# PROBLEM LINK:

Contest - Division 3

Contest - Division 2

Contest - Division 1

# DIFFICULTY:

MEDIUM

# PREREQUISITES:

Dynamic Programming, Binary Search, Range Minimum Queries, Coordinate Compression

# PROBLEM:

Given array A and integer K. Determine the largest value s such that, it is possible to partition A into K contiguous blocks, where the sum of elements of each block is \ge s.

# EXPLANATION:

Let s be the largest integer such that it is possible to partition A into K contiguous blocks, where the sum of elements of each block is \ge s. This value is the answer we are looking for.

**Step 1:** Use binary searching to find the value of s.

## Why? How?

Let solve(d) represent whether it is possible to partition A into K blocks, where the sum of elements of each block is \ge d. Let solve(d) equal 1 if it’s possible to partition, and 0 otherwise.

**Observation 1:** If solve(d)=1, then solve(d')=1 for all d\ge d'.

(The proof is trivial and left to the reader as an exercise)

**Observation 2:** If solve(d)=0, then solve(d')=0 for all d'\ge d.

## Proof

We prove by contradiction.

Say there exists d'\ge d such that solve(d)=0 and solve(d')=1.

By the previous observation, solve(d')=1 implies solve(x)=1 for all d'\ge x. But solve(d)=0 - a contradiction and we are done.

The two observations imply the monotonic structure of the function solve, sufficiently allowing us to binary search to find the answer.

Let d be the currently considered value in the binary search. Now, we want to check if it’s possible to partition A into K blocks, each whose sum \ge d.

**Definition:** Call an array of elements *good*, if the sum of its elements \ge d.

Let dp_i be the set of all positive integers k, such that it is possible to partition the first i elements of A into k good subarrays. I claim that dp_i is a (possibly empty) set of consecutive integers, for all i.

## Proof

*Since the proof has a lot in common with the logic of the solution, reading the rest of the editorial first will make the proof much more clearer.*

Let pref(x)=A_1+A_2+\dots+A_x.

Computing dp_i is straightforward, and can be described mathematically as:

Let’s define G_i[v] as the set of integers x, such that it is possible to partition the first j elements of A into x good subarrays, where j<i and pref(j)=v.

This recurrence is derived from a simple (yet important!) observation, the proof of which is left to the reader as an exercise.

Finally (the last definition, bear with me), let’s define H_i[v] = G_i[v]\cup H_i[v-1]. That is, H_i[v] is the union of all sets G_i[v'] with v'\le v. It is easy to deduce that H_i[v'] is always subset of H_i[v].

Informally, H_i[v] can be described as the set of integers x, such that it is possible to partition the first j elements of A into x good subarrays, where j<i and pref(j)\le v.

Then, we can rewrite the set relation of dp_i (mentioned at the start) as:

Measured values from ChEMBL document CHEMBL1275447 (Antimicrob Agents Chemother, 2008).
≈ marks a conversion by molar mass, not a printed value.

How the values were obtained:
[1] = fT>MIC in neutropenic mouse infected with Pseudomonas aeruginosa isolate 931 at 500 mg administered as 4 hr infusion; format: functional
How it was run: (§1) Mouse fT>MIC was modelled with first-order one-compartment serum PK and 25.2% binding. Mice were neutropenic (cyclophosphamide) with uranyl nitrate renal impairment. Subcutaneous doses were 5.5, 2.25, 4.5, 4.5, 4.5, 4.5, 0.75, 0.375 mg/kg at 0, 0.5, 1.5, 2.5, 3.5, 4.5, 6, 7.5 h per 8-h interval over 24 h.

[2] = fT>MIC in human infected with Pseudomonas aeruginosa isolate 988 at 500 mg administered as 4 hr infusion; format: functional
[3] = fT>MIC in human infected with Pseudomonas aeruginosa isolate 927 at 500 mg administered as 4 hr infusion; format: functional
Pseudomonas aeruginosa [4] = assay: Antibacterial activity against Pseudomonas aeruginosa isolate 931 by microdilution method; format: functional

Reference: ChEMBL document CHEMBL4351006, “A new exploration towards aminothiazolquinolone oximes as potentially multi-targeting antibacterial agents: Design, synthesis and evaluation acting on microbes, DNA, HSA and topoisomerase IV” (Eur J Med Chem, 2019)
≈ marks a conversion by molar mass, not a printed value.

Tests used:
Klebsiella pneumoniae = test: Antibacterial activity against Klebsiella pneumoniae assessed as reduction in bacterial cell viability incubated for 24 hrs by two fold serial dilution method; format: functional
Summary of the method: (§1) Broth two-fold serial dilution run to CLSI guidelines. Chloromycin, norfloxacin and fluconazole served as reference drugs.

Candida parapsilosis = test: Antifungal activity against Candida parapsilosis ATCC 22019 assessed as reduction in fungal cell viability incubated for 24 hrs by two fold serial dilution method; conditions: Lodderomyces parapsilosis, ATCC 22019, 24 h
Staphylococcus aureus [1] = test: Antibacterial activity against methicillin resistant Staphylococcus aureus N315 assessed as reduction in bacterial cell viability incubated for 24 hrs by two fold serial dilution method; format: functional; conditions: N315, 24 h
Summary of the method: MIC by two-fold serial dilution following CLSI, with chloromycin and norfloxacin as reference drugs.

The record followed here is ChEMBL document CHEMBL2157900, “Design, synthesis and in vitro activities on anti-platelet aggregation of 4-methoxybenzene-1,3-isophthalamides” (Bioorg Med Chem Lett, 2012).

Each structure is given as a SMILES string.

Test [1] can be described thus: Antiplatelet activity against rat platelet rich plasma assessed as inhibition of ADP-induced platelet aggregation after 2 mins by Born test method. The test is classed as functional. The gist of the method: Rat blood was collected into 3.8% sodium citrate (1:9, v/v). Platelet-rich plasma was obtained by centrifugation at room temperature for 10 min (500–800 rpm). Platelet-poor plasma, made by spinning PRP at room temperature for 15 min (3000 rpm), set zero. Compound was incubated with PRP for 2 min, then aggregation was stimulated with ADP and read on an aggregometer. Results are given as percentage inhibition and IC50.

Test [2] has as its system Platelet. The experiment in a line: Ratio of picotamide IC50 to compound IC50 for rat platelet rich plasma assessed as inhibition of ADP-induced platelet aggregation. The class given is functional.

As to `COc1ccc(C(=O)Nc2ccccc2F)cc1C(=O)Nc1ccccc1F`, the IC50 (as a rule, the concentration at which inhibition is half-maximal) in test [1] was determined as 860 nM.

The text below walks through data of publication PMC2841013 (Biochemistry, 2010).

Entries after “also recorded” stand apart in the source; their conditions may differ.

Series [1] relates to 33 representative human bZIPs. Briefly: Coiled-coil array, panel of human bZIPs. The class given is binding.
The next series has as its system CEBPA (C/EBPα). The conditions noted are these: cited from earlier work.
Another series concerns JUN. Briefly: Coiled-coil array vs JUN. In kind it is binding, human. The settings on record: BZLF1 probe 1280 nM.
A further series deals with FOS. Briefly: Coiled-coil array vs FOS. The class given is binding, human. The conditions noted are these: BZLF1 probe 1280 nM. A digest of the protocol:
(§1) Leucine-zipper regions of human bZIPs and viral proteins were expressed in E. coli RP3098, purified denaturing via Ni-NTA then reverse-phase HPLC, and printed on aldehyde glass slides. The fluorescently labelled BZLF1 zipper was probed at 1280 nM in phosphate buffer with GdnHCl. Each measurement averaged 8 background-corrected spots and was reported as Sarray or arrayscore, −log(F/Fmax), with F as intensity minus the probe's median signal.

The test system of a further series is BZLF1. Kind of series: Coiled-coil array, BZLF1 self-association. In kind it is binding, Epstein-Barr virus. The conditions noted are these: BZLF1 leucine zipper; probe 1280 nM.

Thus, if we prove that H_i[v] is a (possibly empty) set of consecutive integers for all v, then dp_i is also a (possibly empty) set of consecutive integers, completing the proof.

We prove by induction.

Assume for a particular n, H_n[v] is a set of consecutive integers, for all v. Let us prove by inducting on n.

H_{n+1}[v] = H_n[v] implies our proposition holds for H_{n+1}[v] (since by our assumption, it holds for H_n[v]). So, lets only focus on the former case, which can be expanded as:

One of H_{n+1}[v], H_n[pref(n)-d] is a subset of the other. A bit of case work shows that, the union of two overlapping sets of consecutive integers, after shifting all values of one set by 1, is still a set of consecutive integers. Therefore, the proposition holds true for H_{n+1}[v], establishing the inductive step.

The trivial case of n=0 has H_0[v]=\varnothing for all v, which matches our proposition.

Thus proved.

Why is this claim important? The claim implies that the set of values of dp_i is made up of all integers in some range [L_i,R_i]. Then, A can partitioned into K good subarrays only if L_N\le K\le R_N.

All that remains now is to calculate L_i and R_i efficiently.

## Suboptimal solution

A straightforward DP recurrence relation gives:

where j<i and \sum_{x=j+1}^i A_x \ge d.

This can be calculated in O(N^2), enough for subtask 2, but not viable for the original constraints.

## Optimised solution

Let pref(x)=A_1+A_2+\dots+A_x.

The suboptimal solution can be rewritten as:

where j<i and pref(i)-pref(j) \ge d\implies pref(j)\le pref(i)-d.

Let mini_x represent the set of all L_j such that, j<i and pref(j)=x. Similarly, let maxi_x represent the set of all R_j such that, j<i and pref(j)=x.

Then, from the above stated recurrence constraint, it is easy to see

This can be done easily using range minimum queries on mini and maxi, typically using a Segment Tree/Fenwick Tree with coordinate compression (since the range of x in mini_x/maxi_x is [-1e14, +1e14]).

The time complexity of this approach is O(N\log N), which is efficient enough to AC for the given constraints!

To summarise, binary search for the answer - let the midpoint value we are currently trying be d. For this particular d, calculate [L_i,R_i] for all i, in subquadratic time. Then, A can be partitioned into K subarrays, each with sum of elements \ge d, only if L_N\le K\le R_N. Return the result and continue the binary search until it converges.

# TIME COMPLEXITY:

Binary searching for the answer takes O(\log S), where S is the size of the answer space (S\le 2\times10^{14}). Calculating [L_i, R_i] for each d (using the memory efficient method) takes O(N\log N).

The total time complexity is therefore

per test case.

# SOLUTIONS:

Editorialist’s solution can be found here.

Author’s solution can be found here.

Tester’s solution can be found here.

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